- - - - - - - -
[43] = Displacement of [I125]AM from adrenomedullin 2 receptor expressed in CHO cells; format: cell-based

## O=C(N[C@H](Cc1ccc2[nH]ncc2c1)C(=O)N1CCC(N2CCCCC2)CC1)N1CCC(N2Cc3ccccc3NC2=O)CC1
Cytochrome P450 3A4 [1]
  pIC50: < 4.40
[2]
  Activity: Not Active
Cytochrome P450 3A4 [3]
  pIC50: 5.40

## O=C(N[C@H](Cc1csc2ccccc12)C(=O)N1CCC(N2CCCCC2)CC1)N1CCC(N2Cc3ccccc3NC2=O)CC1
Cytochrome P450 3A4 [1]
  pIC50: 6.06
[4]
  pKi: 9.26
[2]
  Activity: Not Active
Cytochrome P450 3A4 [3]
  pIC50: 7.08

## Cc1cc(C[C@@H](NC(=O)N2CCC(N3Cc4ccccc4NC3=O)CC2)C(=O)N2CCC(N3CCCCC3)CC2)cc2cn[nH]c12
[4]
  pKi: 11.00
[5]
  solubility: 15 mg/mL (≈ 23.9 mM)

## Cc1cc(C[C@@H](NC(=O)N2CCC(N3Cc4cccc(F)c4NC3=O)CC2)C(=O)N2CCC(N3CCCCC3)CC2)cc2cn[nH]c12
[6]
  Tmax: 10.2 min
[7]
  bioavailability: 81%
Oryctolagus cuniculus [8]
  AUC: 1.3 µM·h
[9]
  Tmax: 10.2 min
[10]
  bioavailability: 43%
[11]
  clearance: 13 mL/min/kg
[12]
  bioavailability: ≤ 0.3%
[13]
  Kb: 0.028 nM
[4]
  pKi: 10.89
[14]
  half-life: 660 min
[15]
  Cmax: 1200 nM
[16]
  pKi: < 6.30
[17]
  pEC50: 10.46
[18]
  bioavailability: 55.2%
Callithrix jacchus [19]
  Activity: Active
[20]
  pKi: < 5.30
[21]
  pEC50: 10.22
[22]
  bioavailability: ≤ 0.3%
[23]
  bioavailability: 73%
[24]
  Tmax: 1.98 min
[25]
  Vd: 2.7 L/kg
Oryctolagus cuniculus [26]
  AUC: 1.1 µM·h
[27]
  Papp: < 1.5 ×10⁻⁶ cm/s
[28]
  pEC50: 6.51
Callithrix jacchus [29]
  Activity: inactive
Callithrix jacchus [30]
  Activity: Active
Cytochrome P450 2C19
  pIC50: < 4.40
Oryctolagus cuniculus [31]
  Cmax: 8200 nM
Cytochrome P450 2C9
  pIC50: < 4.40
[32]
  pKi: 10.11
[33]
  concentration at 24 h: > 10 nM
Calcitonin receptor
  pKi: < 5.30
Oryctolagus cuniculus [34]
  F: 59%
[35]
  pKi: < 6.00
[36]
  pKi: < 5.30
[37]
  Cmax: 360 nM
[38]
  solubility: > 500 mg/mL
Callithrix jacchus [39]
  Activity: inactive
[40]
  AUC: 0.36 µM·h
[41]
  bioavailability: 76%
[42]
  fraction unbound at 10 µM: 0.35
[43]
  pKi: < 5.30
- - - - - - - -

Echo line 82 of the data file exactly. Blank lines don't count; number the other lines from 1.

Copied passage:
[32]